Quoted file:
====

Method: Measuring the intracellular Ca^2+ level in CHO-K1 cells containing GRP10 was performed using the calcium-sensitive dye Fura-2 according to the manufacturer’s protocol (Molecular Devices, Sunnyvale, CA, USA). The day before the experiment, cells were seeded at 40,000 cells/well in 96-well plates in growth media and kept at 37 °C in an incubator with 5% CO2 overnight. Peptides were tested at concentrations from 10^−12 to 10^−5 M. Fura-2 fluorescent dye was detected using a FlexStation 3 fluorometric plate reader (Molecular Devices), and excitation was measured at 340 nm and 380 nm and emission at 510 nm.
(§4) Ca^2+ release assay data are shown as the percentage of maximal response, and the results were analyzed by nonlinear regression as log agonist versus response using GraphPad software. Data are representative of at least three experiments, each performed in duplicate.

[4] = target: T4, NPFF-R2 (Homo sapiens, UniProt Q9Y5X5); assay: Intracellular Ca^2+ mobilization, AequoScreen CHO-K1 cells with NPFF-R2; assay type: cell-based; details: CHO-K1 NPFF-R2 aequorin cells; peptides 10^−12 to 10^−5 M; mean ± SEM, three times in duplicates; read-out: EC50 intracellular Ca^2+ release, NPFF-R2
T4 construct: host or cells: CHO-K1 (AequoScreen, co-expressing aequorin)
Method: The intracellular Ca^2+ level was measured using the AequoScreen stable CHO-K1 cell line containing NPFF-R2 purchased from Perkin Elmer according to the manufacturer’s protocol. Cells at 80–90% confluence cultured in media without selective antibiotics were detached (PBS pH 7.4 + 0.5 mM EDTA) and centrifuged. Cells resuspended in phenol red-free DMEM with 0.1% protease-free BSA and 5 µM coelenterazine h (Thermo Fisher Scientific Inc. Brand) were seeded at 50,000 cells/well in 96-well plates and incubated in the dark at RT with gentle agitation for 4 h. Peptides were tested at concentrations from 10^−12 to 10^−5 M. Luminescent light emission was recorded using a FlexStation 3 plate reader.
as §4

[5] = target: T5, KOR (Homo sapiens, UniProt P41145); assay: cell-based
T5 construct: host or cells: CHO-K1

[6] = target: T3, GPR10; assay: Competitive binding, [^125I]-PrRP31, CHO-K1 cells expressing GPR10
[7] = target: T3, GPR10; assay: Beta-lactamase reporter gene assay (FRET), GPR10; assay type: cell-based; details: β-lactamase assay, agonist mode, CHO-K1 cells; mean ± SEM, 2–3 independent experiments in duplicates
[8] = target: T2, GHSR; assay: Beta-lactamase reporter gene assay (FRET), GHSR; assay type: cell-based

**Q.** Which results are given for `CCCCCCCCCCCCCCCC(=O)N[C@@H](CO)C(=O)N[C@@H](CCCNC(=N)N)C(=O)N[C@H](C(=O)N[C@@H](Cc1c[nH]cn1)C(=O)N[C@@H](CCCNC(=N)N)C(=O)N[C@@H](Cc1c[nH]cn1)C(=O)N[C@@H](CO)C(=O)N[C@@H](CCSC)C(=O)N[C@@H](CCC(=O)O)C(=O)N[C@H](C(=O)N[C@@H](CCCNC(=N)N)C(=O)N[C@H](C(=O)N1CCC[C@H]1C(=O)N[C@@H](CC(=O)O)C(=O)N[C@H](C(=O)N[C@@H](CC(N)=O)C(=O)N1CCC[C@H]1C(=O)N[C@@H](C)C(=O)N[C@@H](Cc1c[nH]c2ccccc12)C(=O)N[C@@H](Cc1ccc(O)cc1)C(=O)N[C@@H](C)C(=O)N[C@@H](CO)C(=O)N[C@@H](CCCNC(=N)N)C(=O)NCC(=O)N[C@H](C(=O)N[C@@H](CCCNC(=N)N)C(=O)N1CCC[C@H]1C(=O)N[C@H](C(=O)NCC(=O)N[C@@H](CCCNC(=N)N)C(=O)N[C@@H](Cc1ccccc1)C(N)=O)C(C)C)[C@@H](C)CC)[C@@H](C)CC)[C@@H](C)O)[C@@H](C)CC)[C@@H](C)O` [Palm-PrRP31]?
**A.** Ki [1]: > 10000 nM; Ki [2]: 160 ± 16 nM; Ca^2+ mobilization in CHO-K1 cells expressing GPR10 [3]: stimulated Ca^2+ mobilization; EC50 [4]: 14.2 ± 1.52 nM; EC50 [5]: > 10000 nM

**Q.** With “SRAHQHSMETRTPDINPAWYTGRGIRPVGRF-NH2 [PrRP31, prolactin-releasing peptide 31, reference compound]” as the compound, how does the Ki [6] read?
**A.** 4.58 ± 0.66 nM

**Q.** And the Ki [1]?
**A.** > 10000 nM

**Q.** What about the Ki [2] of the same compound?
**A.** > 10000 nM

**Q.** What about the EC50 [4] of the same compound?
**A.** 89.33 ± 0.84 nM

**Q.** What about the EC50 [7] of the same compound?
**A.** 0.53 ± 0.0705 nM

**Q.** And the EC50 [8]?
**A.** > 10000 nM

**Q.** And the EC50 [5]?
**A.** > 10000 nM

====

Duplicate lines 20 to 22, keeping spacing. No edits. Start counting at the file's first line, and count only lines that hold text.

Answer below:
**Q.** What about the EC50 [4] of the same compound?
**A.** 89.33 ± 0.84 nM

**Q.** What about the EC50 [7] of the same compound?